Swallowed (or Inhaled) Foreign ObjectAnyone can swallow a foreign object. However, infants and toddlers are more likely to do so than adults because of their natural curiosity an...
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Anyone can swallow a foreign object. However, infants and toddlers are more likely to do so than adults because of their natural curiosity and tendency to put things into their mouths.
In many cases, the swallowed object will be processed by the digestive tract and exit your body naturally. In other cases, though, the object may get stuck or cause injuries on the way down. If this happens, you will need to see a healthcare provider for treatment—surgery may be needed.
Toddlers and infants often explore items by putting them in their mouth. For this reason, most patients who swallow a foreign object are under the age of three.
A child’s risk of swallowing something potentially dangerous increases when he or she is left with little to no supervision. The risk also increases when the following types of objects are left within reach of small children:
- small batteries
- small magnets
Anything that can fit inside a toddler’s mouth may eventually end up there if no one is watching the child carefully. You should always childproof your child’s play area by keeping these items out of reach.
Usually, the symptoms of a swallowed foreign object are hard to miss. They often appear immediately, since the item is blocking the airway. The most common symptoms include:
- difficulty breathing
If the object was swallowed easily and did not get caught in the throat, there will not be any immediate symptoms. The object is already in the digestive tract. It will either pass naturally or symptoms will show up later, if the body has trouble passing the item. Possible symptoms that occur when an item is stuck in the esophagus or bowel are:
- chest or throat pain
- refusal to eat
- abdominal pain
An item that is stuck for a long time in the body with no treatment can cause infection, such as recurrent aspiration pneumonia. This may result in chest pain, a phlegm-producing cough, and wheezing. Sometimes, there will be a fever as well.
It’s important that you always consult a doctor if you or someone you know has swallowed a foreign object, even if you believe it can pass naturally. If you believe the person has swallowed a magnetic object – it is a medical emergency and the person needs immediate medical attention.
When you suspect someone has swallowed a foreign object, you should bring him or her to the doctor to find out for sure. The doctor may perform an X-ray to locate the item.
If the patient cannot breathe easily, the doctor may use a bronchoscopy to take a closer look at the airways. Doctors also take other symptoms into account when making a diagnosis. You may be asked to provide a list of signs that led you to suspect a foreign object had been swallowed.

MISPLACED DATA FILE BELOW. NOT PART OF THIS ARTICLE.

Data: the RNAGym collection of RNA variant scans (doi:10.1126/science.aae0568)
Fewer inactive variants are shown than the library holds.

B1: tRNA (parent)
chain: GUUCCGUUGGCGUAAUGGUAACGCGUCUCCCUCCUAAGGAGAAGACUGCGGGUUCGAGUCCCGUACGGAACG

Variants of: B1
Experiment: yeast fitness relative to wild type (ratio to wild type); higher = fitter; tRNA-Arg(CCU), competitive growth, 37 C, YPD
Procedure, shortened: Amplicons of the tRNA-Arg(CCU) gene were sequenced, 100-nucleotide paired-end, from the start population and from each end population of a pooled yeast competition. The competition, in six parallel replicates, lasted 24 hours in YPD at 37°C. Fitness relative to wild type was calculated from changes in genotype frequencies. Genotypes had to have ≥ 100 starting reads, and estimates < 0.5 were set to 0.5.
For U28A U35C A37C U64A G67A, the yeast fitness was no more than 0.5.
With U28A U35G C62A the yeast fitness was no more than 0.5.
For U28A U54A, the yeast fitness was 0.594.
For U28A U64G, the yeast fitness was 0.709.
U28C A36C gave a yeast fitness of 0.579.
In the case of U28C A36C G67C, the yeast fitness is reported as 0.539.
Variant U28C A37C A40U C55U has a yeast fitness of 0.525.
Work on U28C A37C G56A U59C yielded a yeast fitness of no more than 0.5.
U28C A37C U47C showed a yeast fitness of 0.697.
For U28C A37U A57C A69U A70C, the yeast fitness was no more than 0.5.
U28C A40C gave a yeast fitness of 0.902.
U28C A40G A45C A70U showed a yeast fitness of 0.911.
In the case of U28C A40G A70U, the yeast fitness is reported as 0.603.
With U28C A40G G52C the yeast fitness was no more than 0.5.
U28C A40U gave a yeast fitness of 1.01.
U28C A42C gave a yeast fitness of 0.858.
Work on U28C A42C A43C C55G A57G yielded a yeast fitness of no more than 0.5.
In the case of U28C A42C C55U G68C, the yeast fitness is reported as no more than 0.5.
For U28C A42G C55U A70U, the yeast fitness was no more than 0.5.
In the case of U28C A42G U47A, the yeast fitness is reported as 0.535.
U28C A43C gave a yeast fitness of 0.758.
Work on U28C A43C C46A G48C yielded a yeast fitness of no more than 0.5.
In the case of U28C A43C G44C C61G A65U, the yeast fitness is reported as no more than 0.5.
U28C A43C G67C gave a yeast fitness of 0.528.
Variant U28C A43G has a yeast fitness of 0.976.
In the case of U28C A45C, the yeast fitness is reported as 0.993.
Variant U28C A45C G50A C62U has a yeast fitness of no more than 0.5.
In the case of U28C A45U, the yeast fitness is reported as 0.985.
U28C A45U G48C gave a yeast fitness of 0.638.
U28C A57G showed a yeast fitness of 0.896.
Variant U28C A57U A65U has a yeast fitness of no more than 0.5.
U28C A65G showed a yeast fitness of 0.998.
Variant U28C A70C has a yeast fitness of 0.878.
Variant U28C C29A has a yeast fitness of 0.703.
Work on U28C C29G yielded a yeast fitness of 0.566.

Your treatment will depend on the condition you are in when you see your doctor.
If you can barely breathe due to a blocked airway, emergency treatment is usually needed. The foreign object might be removed from the airway using back blows, the Heimlich maneuver, or CPR.
If you are not choking on the foreign body, and seem to have swallowed it completely, the doctor may decide to wait and see if your body digests the item normally. You may be told to watch for symptoms, such as vomiting, fever, or signs of pain. You may also be advised to check your stool to make sure the object has left the body.
If the foreign body is causing pain or even damage to the bowels or esophagus, the doctor will likely treat the issue right away. This may call for surgery or an endoscopy to remove the object without perforating the bowels or esophagus. An endoscopy uses a small tube with a camera and tiny surgical instruments. It is inserted through your mouth and guided by your doctor to remove the foreign object.
Infants, toddlers, and even older patients often swallow foreign objects. In most cases, they are processed naturally by the digestive system and come out in the stool within a few days, with no damage done to the patient.
However, if you leave the foreign object in your body despite having pain and a fever, you could get an infection or damage your organs. Also, if your airway is blocked and you do not seek immediate treatment, you could stop breathing and lose consciousness.
You can prevent this issue by keeping small objects out of the reach of toddlers and infants. You should also avoid putting small foreign objects inside your own mouth—especially items that can slip down your throat and block your airway. Remember, anyone can accidentally swallow a foreign object and take care.
Edited by: Eric Searleman
Medically Reviewed by: George Krucik, MD
Published: Jul 25, 2012
Last Updated: Oct 8, 2013
Published By: Healthline Networks, Inc.
- Mayo Clinic. (2011). Foreign object swallowed: first aid. Retrieved April 24, 2012, from http://www.mayoclinic.com/health/first-aid/FA00059
- National Center for Emergency Medicine Information. Swallowed foreign body. Retrieved April 24, 2012, from http://www.ncemi.org/cse/cse0603.htm
- National Library of Medicine - National Institutes of Health. (2011). Foreign object - inhaled or swallowed:MedlinePlus. Retrieved April 24, 2012, from http://www.nlm.nih.gov/medlineplus/ency/article/000036.htm
- Uyemura, M.C. (July 15, 2005). “Foreign body ingestion in children.” American Family Physician. 72(2), 287-91. Retrieved April 24, 2012, from http://www.aafp.org/afp/2005/0715/p287.html